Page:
Find your inner romantic/Marianne and a bit of blue sky April 14-15 to take advantage of half-priced admission at the closing weekend of Cheekwood in Bloom 2018. Spring blooms and the Beer Garden with seasonal brews, craft cocktails, food trucks and live music 11-4 PM beckon. Other weekend events and more details can be found here.
Today was the first time in almost three years I’ve crunched through snow. I didn’t laugh like I did sledding in the Atlas Mountains, but sliding along with Ella in our quiet Walden Woods was happiness. Peace. A snow day–time no longer spoken for– is a gift that feeds the soul. Frozen flakes falling like manna from heaven. An invitation to simply, beautifully just be.
Yesterday at Dickens of a Christmas in Franklin with my sister and brother-in-law, I ran into Edy, our wonderful Airbnb hostess last summer. She asked why I haven’t been posting on the blog.To her and other readers, I apologize. Reentry into the US over the last six months after three years abroad has been an adventure in itself. So much has happened which I’m still processing and will be part of the memoir I’m writing. And, yes, I’ve been away from the blog and all of you too long.Thank you, Edy, for sharing my Nashville Guide with guests and encouraging me to post this…
In the morning I watched the geese from the door through the mist, sailing in the middle of the pond, fifty rods off, so large and tumultuous that Walden appeared like an artificial pond for their amusement. But when I stood on the shore they at once rose up with a great flapping of wings at the signal of their commander, and when they had got into rank circled about over my head.—Henry David Thoreau, Walden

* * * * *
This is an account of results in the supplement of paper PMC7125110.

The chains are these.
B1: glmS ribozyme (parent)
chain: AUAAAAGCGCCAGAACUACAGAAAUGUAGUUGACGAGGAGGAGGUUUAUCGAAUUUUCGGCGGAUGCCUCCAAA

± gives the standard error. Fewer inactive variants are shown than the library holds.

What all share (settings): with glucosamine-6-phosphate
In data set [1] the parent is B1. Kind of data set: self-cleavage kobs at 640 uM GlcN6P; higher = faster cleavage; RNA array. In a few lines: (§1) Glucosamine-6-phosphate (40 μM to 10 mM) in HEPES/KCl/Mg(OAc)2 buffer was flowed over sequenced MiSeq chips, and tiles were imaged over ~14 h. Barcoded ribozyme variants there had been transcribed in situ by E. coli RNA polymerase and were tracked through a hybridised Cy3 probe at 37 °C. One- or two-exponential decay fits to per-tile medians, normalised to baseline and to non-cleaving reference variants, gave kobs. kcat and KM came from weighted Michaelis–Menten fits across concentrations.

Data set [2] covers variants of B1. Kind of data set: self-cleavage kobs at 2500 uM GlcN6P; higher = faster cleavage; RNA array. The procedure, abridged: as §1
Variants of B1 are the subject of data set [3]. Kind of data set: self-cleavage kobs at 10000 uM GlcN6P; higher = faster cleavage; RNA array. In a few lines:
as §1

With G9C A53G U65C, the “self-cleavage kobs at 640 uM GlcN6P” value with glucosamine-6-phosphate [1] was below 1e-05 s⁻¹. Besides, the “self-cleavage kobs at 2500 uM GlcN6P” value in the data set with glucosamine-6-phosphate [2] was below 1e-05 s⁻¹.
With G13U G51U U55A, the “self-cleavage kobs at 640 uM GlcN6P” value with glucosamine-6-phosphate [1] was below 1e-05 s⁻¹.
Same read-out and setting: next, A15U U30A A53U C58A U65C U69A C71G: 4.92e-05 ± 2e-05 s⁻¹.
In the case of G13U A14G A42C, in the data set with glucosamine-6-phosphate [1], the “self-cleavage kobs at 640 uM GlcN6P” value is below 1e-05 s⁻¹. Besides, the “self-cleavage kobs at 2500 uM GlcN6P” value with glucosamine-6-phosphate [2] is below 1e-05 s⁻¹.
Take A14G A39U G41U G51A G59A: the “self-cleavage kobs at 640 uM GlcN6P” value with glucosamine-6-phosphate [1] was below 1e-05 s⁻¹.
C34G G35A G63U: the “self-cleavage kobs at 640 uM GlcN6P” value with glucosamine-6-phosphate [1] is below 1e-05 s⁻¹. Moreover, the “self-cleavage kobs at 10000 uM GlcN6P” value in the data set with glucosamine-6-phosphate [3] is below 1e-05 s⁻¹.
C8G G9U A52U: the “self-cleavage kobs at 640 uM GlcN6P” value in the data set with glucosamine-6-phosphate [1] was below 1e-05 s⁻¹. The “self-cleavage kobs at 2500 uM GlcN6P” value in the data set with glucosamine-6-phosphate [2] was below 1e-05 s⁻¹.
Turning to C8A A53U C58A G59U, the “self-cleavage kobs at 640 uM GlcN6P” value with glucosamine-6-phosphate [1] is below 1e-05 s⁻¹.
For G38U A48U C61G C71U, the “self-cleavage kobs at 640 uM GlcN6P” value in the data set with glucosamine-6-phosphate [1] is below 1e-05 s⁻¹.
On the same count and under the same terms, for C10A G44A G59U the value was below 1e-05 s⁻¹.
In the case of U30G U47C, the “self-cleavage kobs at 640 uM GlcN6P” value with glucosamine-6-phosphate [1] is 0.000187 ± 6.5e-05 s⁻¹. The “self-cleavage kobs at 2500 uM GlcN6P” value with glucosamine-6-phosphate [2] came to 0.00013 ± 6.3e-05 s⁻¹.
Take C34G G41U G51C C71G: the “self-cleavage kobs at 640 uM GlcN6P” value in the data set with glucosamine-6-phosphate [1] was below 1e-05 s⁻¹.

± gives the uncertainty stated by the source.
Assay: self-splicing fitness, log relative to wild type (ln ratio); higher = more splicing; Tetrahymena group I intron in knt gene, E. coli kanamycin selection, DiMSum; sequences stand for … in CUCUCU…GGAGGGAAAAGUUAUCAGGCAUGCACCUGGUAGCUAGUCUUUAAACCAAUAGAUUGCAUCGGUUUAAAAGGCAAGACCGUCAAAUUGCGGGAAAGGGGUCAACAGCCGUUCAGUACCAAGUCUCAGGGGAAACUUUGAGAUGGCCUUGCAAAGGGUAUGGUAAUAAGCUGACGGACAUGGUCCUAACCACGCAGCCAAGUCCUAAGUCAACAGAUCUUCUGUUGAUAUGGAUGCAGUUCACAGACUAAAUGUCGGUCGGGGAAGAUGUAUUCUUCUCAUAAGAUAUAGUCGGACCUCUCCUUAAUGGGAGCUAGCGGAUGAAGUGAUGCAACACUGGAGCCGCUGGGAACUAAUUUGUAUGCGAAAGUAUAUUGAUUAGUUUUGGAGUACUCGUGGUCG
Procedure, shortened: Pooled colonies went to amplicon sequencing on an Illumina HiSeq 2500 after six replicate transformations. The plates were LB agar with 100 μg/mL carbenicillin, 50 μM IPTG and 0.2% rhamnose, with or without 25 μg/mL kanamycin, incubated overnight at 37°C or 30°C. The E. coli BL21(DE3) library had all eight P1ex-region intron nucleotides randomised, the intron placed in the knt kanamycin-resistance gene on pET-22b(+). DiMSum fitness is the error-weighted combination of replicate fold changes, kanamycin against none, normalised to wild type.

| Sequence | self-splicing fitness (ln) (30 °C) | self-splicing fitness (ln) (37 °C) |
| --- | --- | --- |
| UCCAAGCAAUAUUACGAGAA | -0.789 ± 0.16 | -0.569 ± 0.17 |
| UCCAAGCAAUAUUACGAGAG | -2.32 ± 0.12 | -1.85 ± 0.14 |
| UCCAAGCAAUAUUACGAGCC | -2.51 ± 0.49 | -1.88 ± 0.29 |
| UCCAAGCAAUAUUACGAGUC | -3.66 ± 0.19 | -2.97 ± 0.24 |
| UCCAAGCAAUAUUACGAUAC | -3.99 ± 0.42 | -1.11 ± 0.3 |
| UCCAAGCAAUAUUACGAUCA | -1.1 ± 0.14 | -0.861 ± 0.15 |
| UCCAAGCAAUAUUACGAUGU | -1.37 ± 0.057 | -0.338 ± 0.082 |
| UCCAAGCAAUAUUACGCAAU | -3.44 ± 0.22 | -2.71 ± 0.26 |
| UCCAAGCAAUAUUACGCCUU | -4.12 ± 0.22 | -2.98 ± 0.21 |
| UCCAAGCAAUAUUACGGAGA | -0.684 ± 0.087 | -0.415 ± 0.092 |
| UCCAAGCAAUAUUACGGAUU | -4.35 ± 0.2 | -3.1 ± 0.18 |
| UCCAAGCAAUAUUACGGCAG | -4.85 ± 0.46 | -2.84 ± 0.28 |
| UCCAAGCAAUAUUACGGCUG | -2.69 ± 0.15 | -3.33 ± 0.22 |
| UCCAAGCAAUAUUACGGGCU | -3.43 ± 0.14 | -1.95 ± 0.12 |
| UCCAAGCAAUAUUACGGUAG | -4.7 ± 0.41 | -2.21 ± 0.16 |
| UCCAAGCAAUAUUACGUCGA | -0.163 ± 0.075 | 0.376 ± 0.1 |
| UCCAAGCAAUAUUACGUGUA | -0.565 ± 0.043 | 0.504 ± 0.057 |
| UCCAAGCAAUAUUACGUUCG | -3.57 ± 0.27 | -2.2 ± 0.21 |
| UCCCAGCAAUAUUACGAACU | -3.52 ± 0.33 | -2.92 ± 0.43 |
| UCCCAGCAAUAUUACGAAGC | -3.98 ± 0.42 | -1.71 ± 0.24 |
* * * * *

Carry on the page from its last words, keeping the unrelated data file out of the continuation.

Mom and I watched the geese from the patio as they picked through grass by the pond. The week after Thanksgiving had been quiet. As much as we loved having my grown kids with us, we hated seeing them go. Determined to have everything done before they arrived so I could savor time with them and too excited to sleep, I was in the kitchen till 1 AM the night before, cooking and binging on Outlander.We blinked and only leftovers in the freezer were proof that the holiday really happened. Now Christmas calls. But as I walk Ella over crunchy leaves beside still waters at Edwin Warner Park, I remember not only being there with Cole and Brittany Thanksgiving Day, but how nature reminded me all fall I’m never alone. I’m grateful for last autumn—my first in three years.And I thank God that I spent much of it in my own Walden Woods.
In 1854, Henry David Thoreau published Walden or Life in the Woodsafter living in a 10’ X 15’ cabin beside a pond for two years, two months and two days.Though I’ve never been to Walden Woods outside Concord, Massachusetts, I’ve been inspired by Walden and so have my students. Thoreau was the original American minimalist. I’m learning to follow his advice to “Simplify! Simplify!” and after living in apartments three years while abroad I have grown accustomed tosmall spaces. I’ve culled and curated my material possessions which were packed into 1800 square feet for over twenty years, then a storage unit until I moved back.
I moved home and had no house.Virginia Woolf was so right when she said women need a room of their own—or at least room, space— to write, create, think, breathe.I am grateful for three months spent with my mom in my hometown as I job searched, then began teaching university and college English. At the end of September, I finally settled in Nashville, where I call home.I was able to focus on writing my memoir of the three years abroad–why I went and why I returned. Surrounded by peace, quiet, nature, I could hear God, my Muse, again.
My “tiny home” is 785 square feet beside three quiet lakes where geese greet me each morning. Minutes away is Percy Warner, Cheekwood, and the Harpeth River. I craved green space while in Santo Domingo where my apartment had no outdoor area and was surrounded by loud, relentless traffic and high-rise condos. When I returned to Nashville, I ironically found much of the same.